While both will help you, they still have their own distinct advantages. The main advantage kickboxing has in a street fight is it’s versatility and range. Since you’ve been trained to work with your hands, feet, elbows and knees, you have a whole arsenal of attacks at your disposal.

Kicks allow you to keep a distance from the attacker, who is likely to use more punches than kicks. Boxers, on the other hand, tend to be a bit quicker when defending punches, and since they only train with their hands, can land more powerful punches.

The only downside both of these will have in a street fight is that out of the ring, there are no rules. You may have to deal with someone who has a weapon, or you may have to defend yourself from someone who is trying to wrestle you to the ground.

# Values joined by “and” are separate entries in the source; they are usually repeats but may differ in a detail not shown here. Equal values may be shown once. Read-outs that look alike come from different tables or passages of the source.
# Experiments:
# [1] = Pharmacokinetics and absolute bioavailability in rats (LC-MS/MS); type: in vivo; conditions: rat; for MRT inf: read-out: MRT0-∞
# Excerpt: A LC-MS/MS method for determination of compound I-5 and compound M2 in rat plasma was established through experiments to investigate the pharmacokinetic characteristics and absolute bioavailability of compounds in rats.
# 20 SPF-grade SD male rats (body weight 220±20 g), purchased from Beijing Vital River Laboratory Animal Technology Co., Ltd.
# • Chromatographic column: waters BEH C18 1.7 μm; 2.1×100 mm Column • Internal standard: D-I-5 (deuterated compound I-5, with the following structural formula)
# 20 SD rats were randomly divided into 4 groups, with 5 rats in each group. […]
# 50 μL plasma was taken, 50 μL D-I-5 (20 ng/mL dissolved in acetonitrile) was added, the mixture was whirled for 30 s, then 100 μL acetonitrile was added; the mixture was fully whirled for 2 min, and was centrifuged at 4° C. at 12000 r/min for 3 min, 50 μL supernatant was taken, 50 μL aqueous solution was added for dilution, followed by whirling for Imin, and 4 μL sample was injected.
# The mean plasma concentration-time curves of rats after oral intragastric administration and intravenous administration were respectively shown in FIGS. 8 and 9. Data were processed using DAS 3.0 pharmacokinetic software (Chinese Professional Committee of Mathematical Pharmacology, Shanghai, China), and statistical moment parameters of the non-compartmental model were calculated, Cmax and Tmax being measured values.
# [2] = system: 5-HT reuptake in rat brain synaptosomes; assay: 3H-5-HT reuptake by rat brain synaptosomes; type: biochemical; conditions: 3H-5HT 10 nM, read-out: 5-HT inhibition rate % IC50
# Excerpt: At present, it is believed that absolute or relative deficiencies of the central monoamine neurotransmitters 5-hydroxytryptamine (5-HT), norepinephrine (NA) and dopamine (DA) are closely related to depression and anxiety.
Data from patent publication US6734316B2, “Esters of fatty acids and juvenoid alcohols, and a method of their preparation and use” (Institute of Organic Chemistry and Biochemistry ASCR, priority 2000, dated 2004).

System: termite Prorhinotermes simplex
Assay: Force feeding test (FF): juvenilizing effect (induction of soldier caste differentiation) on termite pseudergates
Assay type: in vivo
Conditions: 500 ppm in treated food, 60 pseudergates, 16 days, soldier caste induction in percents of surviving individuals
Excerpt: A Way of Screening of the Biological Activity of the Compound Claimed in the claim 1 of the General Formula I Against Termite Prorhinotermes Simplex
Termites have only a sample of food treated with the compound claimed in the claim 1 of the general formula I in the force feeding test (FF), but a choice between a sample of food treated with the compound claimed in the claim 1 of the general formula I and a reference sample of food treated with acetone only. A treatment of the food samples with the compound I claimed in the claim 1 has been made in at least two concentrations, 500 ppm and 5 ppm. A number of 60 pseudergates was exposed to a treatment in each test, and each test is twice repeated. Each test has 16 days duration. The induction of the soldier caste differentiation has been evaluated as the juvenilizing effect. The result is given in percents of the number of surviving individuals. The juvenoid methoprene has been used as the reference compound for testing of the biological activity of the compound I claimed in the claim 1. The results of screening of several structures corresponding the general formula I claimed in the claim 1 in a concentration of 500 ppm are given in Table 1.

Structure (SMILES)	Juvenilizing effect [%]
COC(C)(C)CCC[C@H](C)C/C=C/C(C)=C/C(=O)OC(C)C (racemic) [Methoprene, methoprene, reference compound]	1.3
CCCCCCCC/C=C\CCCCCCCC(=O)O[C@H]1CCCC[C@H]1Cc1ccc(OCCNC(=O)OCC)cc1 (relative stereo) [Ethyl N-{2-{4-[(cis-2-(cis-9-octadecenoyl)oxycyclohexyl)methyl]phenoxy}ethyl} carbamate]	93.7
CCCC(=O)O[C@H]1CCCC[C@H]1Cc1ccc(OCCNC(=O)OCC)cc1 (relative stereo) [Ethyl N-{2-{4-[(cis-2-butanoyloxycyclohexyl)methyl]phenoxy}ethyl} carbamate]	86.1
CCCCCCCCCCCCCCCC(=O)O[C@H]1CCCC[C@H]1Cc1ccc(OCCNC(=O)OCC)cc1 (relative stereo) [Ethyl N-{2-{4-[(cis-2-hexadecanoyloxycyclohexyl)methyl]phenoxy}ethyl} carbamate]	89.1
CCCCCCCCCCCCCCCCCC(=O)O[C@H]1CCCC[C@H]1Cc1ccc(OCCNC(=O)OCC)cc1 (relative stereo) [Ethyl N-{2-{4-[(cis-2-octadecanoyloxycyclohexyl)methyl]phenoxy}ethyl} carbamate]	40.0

O maybe something else you won’t ever encounter in either sport.

Which Is Better For Losing Weight?

Of course, while most people are interested in the fighting aspect, both sports also burn calories like crazy. According to a Harvard Medical School study, if you weigh 125 lbs. and box for half an hour, you’ll burn 270 calories. 400 calories if you weigh 185 lbs.

But if you kickbox for the same amount of time, you’ll burn roughly 300 calories and 444 calories respectively. So if you’re looking at the two solely from a weight-loss perspective, KB would be the way to go.

While both have many similarities, they also have a vast number of differences.

The goal of both of them is the same: to beat the other person, but the strategy, technique, origin and how many calories you burn while doing that are quite different from each other.